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Bathroom Furniture
Shower Enclosures
Really think about the space in the bathroom when designing it

Really think about the space in the bathroom when designing it

If young children are going to be the main users of the bathroom, choose fittings that will accommodate short legs: a wall-hung basin, for instance, that can be set at an appropriate height; a toilet with a low - level cistern and a lever that is easy to reach; a bath with a relatively low side and a flat, non-slip base; a shower with a sliding shower head rather than a fixed one and, if possible, a thermostatic safety control to prevent small hands suddenly causing a surge of scalding water.

Many an accidental bang on the head can be avoided if you wall-mount the bath taps and mixer spout; this will also keep the controls out of reach. Me sure that at least one cupboard is fitted with a secure lock to keep medicines and cleaning agents out of harm's way. Buy a rubber suction mat for the bottom of the bath and a large, absorbent bath mat for the floor outside. Flooring generally should be non-slip even when wet and this applies especially to the areas by the bath, the shower, the basin and the toilet. lf you fit a lock on the inside of the bathroom door, position it well out of your children's reach.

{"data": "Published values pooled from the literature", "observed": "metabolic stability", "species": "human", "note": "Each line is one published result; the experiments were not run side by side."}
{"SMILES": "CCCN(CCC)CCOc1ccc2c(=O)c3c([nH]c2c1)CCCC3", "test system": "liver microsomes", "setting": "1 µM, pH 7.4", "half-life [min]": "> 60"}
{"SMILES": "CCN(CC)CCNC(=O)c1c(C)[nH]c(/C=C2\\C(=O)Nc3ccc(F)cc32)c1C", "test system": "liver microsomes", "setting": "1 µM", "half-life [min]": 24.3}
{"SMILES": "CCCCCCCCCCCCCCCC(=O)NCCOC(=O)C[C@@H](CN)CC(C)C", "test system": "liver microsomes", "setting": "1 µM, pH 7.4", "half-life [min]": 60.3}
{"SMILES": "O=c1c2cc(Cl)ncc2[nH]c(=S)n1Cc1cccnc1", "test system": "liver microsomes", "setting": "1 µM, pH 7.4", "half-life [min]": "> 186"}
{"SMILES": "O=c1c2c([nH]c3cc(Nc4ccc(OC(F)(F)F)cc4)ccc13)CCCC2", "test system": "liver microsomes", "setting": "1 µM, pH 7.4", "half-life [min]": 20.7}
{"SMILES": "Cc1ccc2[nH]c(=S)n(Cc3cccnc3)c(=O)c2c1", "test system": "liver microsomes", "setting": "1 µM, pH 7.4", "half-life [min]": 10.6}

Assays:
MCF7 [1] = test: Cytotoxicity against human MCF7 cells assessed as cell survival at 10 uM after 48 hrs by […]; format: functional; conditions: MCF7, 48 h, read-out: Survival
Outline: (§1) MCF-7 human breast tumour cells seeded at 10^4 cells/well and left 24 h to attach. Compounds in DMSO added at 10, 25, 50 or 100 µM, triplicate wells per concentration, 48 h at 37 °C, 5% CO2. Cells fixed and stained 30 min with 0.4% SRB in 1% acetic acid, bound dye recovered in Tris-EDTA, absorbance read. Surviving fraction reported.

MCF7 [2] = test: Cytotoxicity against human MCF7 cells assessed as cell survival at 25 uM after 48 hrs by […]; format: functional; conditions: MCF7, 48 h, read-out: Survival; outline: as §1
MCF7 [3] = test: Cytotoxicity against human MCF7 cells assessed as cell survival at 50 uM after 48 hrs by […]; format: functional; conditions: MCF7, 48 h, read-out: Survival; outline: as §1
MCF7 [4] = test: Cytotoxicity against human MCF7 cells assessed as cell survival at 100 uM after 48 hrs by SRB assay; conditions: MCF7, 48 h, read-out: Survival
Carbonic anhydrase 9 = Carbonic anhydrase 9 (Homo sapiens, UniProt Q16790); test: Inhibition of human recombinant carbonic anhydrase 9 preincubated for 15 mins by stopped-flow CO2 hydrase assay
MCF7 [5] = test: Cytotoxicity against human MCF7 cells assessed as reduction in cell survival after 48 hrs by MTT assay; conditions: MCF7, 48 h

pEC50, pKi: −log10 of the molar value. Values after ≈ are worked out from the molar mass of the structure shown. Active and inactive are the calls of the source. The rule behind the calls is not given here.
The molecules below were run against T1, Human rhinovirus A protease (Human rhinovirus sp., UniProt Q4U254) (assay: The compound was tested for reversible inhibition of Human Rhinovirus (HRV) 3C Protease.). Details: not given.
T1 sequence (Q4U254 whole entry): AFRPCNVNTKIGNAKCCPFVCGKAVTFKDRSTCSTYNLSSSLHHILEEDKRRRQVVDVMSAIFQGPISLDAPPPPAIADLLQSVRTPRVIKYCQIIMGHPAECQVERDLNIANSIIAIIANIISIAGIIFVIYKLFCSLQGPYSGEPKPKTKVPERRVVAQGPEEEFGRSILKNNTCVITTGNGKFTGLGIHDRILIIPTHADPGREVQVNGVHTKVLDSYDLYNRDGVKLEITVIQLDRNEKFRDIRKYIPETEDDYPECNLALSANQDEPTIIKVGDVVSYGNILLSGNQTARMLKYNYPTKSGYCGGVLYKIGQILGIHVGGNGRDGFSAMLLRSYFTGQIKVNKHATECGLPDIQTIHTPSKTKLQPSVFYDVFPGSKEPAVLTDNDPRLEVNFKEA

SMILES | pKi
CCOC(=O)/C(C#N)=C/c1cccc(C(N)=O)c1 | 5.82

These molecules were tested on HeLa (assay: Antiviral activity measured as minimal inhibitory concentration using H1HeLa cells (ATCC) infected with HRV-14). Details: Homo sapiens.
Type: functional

Some of these guidelines apply for the elderly as well, such as a shower with a thermostatic safety control and non-slip flooring. A shower door that opens inwards or slides will reduce the likelihood of water dripping onto the floor, making it slippery. The bath should similarly have a flat, non-slip base out, in this case, a high side is a help rather than a hindrance, allowing access to the bath without too much bending or straining. Some sort of bath-chair on a swing arm may be required for the very infirm, position the bath to accommodate the fixings.

Choose taps or levers that are easy to turn and add helpful extras' such as grip rails in the bath and shower and judiciously placed seats. A bathroom plan should also incorporate changes of floor level, if appropriate. Here, the shower area is defined by a lowered floor which, together with the partition wall, retains most of the fall of water, allowing the shower to be used at the same time as the rest of the bathroom.

The flooring throughout the room runs to skirting-board height and the join with the tiles is well sealed to prevent any water seeping through. The wall-hung toilet and basin stand clear of the floor, making it an easy-to-clean surface. Both bath and basin are fitted with streamlined modern taps, and a white ladder rack towel rail makes good use of the otherwise redundant space at one end of the bath.